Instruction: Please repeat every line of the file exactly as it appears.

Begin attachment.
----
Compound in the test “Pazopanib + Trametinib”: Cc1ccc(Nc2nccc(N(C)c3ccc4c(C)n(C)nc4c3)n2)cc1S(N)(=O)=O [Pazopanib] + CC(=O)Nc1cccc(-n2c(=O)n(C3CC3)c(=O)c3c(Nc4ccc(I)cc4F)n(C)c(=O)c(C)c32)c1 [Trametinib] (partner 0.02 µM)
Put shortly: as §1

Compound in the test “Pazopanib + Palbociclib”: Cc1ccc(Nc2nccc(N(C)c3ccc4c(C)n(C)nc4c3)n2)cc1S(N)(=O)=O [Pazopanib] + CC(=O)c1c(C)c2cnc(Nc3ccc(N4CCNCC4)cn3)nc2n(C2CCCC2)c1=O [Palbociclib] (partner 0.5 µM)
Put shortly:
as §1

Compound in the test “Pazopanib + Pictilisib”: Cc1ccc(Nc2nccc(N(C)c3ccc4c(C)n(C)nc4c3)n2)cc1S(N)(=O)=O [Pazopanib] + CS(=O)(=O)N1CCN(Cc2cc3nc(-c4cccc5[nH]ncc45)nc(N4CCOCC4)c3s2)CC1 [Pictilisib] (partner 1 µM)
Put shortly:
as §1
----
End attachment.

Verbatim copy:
Compound in the test “Pazopanib + Trametinib”: Cc1ccc(Nc2nccc(N(C)c3ccc4c(C)n(C)nc4c3)n2)cc1S(N)(=O)=O [Pazopanib] + CC(=O)Nc1cccc(-n2c(=O)n(C3CC3)c(=O)c3c(Nc4ccc(I)cc4F)n(C)c(=O)c(C)c32)c1 [Trametinib] (partner 0.02 µM)
Put shortly: as §1

Compound in the test “Pazopanib + Palbociclib”: Cc1ccc(Nc2nccc(N(C)c3ccc4c(C)n(C)nc4c3)n2)cc1S(N)(=O)=O [Pazopanib] + CC(=O)c1c(C)c2cnc(Nc3ccc(N4CCNCC4)cn3)nc2n(C2CCCC2)c1=O [Palbociclib] (partner 0.5 µM)
Put shortly:
as §1

Compound in the test “Pazopanib + Pictilisib”: Cc1ccc(Nc2nccc(N(C)c3ccc4c(C)n(C)nc4c3)n2)cc1S(N)(=O)=O [Pazopanib] + CS(=O)(=O)N1CCN(Cc2cc3nc(-c4cccc5[nH]ncc45)nc(N4CCOCC4)c3s2)CC1 [Pictilisib] (partner 1 µM)
Put shortly:
as §1